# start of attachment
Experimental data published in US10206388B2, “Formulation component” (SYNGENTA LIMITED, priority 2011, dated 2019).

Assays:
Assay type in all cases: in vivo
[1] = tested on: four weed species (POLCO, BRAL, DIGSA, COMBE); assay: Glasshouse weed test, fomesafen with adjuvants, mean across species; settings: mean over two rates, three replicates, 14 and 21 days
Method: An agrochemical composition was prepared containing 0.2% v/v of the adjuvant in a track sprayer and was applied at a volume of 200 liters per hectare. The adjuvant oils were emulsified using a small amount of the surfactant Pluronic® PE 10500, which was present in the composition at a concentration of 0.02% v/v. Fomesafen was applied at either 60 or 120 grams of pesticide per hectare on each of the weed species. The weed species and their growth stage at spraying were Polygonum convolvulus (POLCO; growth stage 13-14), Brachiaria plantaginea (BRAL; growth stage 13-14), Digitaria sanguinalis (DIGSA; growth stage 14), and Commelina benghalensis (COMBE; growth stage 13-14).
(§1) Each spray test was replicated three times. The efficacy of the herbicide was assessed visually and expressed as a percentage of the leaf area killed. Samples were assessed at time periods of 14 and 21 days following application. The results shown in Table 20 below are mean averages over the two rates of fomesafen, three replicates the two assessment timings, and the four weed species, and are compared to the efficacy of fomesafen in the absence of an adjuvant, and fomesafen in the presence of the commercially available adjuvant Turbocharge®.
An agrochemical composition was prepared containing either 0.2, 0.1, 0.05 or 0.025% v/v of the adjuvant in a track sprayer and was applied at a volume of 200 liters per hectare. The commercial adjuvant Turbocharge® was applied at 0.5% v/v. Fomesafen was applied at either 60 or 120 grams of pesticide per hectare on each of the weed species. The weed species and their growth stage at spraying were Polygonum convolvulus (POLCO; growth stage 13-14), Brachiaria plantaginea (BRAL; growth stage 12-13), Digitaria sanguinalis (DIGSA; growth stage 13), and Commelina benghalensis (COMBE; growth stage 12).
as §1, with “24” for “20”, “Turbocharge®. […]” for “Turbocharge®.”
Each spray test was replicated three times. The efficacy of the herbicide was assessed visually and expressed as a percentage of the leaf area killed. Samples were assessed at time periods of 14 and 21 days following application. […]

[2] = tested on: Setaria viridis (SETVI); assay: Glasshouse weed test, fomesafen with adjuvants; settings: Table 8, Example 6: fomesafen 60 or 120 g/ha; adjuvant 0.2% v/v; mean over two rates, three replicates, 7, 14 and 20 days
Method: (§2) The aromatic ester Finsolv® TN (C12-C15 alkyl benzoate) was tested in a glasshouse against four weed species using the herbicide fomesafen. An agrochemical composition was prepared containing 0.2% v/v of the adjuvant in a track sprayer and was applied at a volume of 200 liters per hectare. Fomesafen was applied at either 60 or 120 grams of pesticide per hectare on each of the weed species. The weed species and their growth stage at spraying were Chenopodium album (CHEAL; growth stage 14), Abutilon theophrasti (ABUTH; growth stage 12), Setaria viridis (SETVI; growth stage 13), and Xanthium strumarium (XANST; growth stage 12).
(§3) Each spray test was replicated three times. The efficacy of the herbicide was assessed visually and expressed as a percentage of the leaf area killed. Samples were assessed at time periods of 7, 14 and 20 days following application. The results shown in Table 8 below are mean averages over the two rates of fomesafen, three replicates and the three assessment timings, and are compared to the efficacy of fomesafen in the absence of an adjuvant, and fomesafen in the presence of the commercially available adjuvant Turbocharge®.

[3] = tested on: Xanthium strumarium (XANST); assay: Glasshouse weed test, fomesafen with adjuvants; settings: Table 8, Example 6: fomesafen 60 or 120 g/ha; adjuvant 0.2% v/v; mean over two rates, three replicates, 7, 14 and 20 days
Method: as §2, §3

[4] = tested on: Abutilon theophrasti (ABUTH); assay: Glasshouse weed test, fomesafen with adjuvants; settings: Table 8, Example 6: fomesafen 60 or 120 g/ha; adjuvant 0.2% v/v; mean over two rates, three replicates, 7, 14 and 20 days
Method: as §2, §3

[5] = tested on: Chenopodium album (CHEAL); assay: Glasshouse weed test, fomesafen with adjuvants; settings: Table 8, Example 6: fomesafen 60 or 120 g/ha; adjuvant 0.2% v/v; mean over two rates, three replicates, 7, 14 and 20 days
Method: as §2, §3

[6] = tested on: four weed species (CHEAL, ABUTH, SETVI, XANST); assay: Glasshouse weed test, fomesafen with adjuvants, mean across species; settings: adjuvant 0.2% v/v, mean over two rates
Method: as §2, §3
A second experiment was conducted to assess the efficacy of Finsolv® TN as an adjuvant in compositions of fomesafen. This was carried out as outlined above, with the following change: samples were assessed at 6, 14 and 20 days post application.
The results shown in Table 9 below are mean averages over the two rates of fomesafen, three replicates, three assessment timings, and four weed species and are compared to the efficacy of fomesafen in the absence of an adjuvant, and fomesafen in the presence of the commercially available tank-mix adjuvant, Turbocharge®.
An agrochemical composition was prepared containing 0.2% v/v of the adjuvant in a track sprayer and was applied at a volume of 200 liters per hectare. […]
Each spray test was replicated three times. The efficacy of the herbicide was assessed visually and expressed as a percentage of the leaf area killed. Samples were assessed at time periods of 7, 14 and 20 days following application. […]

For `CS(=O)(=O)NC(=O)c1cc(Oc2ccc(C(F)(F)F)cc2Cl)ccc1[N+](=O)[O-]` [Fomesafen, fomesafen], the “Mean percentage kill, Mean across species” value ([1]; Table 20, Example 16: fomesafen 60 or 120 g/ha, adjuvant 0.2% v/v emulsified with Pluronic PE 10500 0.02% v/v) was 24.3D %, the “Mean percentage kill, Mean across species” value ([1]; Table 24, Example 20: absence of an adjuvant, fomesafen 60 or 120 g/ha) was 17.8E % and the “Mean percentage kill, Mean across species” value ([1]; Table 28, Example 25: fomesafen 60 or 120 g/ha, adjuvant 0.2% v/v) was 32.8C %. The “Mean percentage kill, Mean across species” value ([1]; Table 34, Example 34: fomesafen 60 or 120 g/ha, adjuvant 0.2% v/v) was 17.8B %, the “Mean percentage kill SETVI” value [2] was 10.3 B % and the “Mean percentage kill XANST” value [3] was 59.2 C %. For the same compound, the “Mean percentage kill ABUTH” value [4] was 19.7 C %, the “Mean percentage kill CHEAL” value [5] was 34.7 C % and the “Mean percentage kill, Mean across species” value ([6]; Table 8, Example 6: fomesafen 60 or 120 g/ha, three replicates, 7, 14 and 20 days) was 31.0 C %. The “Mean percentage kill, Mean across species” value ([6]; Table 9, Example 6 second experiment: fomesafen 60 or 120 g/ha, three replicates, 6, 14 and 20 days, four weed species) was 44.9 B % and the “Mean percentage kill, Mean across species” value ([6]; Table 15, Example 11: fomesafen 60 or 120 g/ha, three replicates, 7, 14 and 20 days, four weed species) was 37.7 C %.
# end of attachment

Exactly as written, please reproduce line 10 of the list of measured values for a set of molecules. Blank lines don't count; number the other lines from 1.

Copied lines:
[2] = tested on: Setaria viridis (SETVI); assay: Glasshouse weed test, fomesafen with adjuvants; settings: Table 8, Example 6: fomesafen 60 or 120 g/ha; adjuvant 0.2% v/v; mean over two rates, three replicates, 7, 14 and 20 days